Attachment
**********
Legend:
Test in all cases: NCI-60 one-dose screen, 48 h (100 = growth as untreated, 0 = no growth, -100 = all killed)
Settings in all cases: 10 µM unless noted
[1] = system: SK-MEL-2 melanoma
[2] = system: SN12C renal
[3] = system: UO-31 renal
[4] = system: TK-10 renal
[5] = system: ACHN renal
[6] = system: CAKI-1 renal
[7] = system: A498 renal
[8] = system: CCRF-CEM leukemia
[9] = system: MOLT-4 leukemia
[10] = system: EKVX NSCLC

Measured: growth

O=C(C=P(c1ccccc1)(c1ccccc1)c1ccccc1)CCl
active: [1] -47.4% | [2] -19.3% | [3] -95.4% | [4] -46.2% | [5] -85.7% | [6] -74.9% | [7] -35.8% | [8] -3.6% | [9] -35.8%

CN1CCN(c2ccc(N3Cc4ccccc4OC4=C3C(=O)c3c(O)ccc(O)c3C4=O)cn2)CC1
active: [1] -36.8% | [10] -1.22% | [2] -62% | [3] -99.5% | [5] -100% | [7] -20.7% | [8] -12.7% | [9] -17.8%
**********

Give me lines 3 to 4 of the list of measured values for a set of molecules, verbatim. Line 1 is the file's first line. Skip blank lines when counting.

Settings in all cases: 10 µM unless noted
[1] = system: SK-MEL-2 melanoma